Jane Evans saw 7 On Your Side's recent report about finding forgotten treasures through an unclaimed property website. She checked it out and found she did have something coming to her -- a box with a mystery inside.
Evans decided to go on a treasure hunt and looked up family names on the state's unclaimed property website.
"Up popped the thing that said Bank Of America had closed a safe deposit box in my grandmother's name and my mother was a cosigner," said Evans.
Her mom and grandmother had died so Evans figured she and her brothers were entitled to whatever was inside that box--maybe some forgotten jewelry. But the state controller wouldn't say.
"They provided me the fact there were three items in the box and were deemed of value and couldn't tell me what they were, but they were worth claiming," said Evans.
So Evans filed a claim, but found she had to prove she was the rightful heir.
"So I filed all the forms, there's like a six-page instruction set. They called and said that I needed further documentation," said Evans.
In fact she needed a lot more: notarized statements, death certificates, Bank Of America records, and on and on. The treasure hunt was getting complicated so Evans called the state. Was it worth all this trouble? She got the same reply.
"They couldn't tell me what was in the box, but it was deemed of value and worth claiming," said Evans.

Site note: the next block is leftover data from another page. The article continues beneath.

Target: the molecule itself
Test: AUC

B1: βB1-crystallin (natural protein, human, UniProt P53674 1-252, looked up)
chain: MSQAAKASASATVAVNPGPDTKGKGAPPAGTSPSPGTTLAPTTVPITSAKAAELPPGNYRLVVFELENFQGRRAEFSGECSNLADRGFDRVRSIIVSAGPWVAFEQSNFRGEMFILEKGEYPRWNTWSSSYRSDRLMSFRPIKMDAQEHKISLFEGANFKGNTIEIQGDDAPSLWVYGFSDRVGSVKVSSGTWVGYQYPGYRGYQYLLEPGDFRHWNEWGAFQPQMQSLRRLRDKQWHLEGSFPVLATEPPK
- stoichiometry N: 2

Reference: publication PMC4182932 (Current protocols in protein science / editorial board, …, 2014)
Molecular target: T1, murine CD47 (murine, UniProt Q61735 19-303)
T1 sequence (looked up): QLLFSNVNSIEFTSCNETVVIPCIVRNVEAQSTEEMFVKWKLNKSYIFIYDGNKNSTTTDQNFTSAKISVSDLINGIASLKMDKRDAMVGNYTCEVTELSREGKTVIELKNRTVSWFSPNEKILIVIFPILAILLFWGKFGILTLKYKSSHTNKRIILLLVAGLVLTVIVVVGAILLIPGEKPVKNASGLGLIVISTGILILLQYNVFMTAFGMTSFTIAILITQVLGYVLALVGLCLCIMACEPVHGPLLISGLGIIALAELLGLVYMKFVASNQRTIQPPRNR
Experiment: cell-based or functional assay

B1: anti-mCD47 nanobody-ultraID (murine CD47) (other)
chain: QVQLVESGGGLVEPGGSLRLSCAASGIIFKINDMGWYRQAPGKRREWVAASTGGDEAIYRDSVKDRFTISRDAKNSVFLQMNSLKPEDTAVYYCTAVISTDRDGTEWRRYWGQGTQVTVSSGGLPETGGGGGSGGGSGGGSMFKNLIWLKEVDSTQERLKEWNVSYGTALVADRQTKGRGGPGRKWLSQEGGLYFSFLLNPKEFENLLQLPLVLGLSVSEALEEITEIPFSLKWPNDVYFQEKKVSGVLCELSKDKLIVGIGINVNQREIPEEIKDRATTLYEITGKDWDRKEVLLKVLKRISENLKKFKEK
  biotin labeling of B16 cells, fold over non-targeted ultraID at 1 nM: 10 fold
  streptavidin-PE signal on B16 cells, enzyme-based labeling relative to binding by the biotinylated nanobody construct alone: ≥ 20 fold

So she kept going. It took a whole year and nearly $100 to dig up and copy all the required papers. Then finally the package arrived.
"I came home and cut the box open and inside is the treasure," said Evans.
Her big reward was carefully bundled in a sheet of bubble wrap. She tore it open, and out it came what she called a piece of junk.
Jane was dumbfounded. The valuable item was a worthless fragment of plastic jewelry.
"I think it's some sort of broken, costume, some sort of little pin," said Evans.
All that work, all those documents, all for a piece of junk? Just to make sure, Evans took it to a jeweler.
"She actually said, 'Well, if you take that little piece of junk out of the Ziplock bag, you could put your half a sandwich in the bag and use the baggie,'" said Evans.
So where were the valuables? It turns out the state auctioned it off 10 years ago. Two rings and a gold coin fetched $22.01. The money went to Bank Of America for the safe deposit box.
Jane couldn't believe state workers spent hours figuring out who is entitled to a worthless trinket -- not to mention spending $15.87 of taxpayer money to send it by registered mail.
And Evans is surprised the state would "mislead citizens to run on wild goose chases for nothing."
So Evans contacted 7 On Your Side and we spoke with the controller's office. It said claim rules are stringent to protect rightful owners. Paperwork is more complicated when the owners are deceased.
Jane is still shaking her head and said, "In the end, it was for nothing."
The controller's office can only give a brief description of what's inside an abandoned safe deposit box. Still, it could not say why Evans was told there were three valuable items in hers, nor why the office would spend so much time and money safeguarding a worthless item.